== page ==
“Japan’s Olympics.” This was how Mr. Sakai [Yoshinori Sakai, the Olympic flame torchbearer who lit the cauldron in the last Tokyo Olympics] described 1964 Summer Olympic Games, which the nation came together to accomplish. The eyes of the world were on Japan, which was filled a vibrant dynamism for the future.
After half a century, that emotion will once again come to our country.
This year’s Olympic and Paralympic Games will once again, with the combined strength of all of Japan, be the best Games to wow the world. And from there, the nation will come together as one, and step forward into a new era.
(This is my own translation, since at posting time, the Government hasn’t released an official translation of the Prime Minister’s policy address.)
A household name recognized around the world (can you say the same for his predecessors?), Mr. Abe has truly made new beginnings to be a part of his brand. In his ideal and beautiful Japan, which indeed came together to mark the new Emperor’s reign last year, women are finally part of the workplace, economic growth will rebound, the Olympics will bring the world’s attention to Japan, and the Constitution will finally recognize the existence of the Self-Defense Forces.
Mr. Abe has actually said most of the above for the past seven years. In my cynical view, this week, we got to see what Mr. Abe’s Japan of the future is like.
Abenomics’s directionless arrows
After Japan raised its consumption tax last October and weathered a terrible typhoon, Japan announced that its fourth quarter GDP in 2019 fell at an annualized rate of 6.3 percent—far more than anyone was expecting, apparently.
The big questions are whether a technical recession could turn into a deeper downturn; whether there is anything the government and the Bank of Japan can do about it; and where this leaves Mr Abe’s ambition to revive Japan’s economy as the prime minister’s own time in office draws to a close.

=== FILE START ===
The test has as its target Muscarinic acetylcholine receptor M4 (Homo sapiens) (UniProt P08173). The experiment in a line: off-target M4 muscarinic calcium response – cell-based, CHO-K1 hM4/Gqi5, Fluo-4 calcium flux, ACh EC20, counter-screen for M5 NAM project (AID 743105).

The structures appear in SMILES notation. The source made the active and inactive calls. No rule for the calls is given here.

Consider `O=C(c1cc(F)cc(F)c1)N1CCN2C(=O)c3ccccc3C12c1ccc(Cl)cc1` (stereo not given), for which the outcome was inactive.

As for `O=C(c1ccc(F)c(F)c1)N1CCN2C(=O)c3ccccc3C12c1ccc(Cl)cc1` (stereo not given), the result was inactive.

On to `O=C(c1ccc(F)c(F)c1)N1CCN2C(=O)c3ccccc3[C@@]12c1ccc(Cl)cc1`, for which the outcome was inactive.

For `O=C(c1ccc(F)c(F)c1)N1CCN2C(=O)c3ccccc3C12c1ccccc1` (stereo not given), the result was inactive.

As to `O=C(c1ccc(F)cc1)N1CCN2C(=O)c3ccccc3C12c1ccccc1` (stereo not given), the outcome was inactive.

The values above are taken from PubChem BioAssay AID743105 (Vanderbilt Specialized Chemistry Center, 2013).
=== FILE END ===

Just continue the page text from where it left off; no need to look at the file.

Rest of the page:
Masamichi Adachi, UBS chief economist, said the latest growth numbers were “very weak, dismal, shockingly bad” and showed that the economy was struggling even before the virus struck. “Japan will definitely suffer from a plunge in inbound tourism and from weaker goods trade given the level of activity in China is so low,” he said.
I’m not an economics expert, but what can Mr. Abe do to make the numbers look better? Pour more money into the economy? Or follow the IMF’s recommendations and (eventually) raise the consumption tax to 20 percent?
The floating petri dish in Yokohama
Last month, a 80-year-old man from Hong Kong started coughing. Despite his cough, he got on a cruise ship called the Diamond Princess, which eventually sailed to Okinawa and Yokohama. In Yokohama, everyone on the cruise was quarantined for two weeks.
If you only watched the Japanese news media in the last month, you wouldn’t really know how big of a deal COVID-19 was to Japan. What you would have learned, on the other hand, is that the Suginami Ward Police were handing out Valentine’s Day chocolates.
As for what was actually happening on the Diamond Princess, Suryatapa Bhattacharya wrote one dispatch for the Wall Street Journal:
The nearly 2,400 passengers who remain are largely trapped in their cabins. Health workers in masks and body suits knock on doors to ask selected passengers, including the elderly, to open wide for a throat swab. Used bedsheets and towels go into bags for incineration.
Anxiety and boredom appear the most common symptoms aboard what amounts to a floating petri dish. Aun Na Tan, of Melbourne, Australia, her husband, a 19-year-old son, and a daughter, 16, are stuck in a windowless cabin with two bunk beds. While the teens practice handstands, Ms. Tan said, “my husband is trying to learn.”
Shipboard entertainers have been assigned to record trivia quiz shows and origami-making for passengers to join along on cabin TVs. The magician recorded a performance, and a room steward demonstrated how to make a bed.
A month later, over 600 people on board contracted COVID-19, of which two had died. But none of these people count towards the number of infections recorded in Japan on the SmartNews app. Is it because what happens on a cruise ship in Yokohama has nothing to do with the rest of the nation?
On February 19, Kentaro Iwata, an infectious disease specialist at Kobe University Hospital, alleged on a viral video on YouTube that the Government had mishandled the Diamond Princess quarantine. As Rocky Swift reports for Reuters:
“The cruise ship was completely inadequate in terms of the infection control,” he said in his video. “There was no single professional infection control person inside the ship and there was nobody in charge of infection prevention as a professional. The bureaucrats were in charge of everything.”
His English and Japanese language videos criticising what he saw inside have been seen more than 1 million times and forced a response from the government.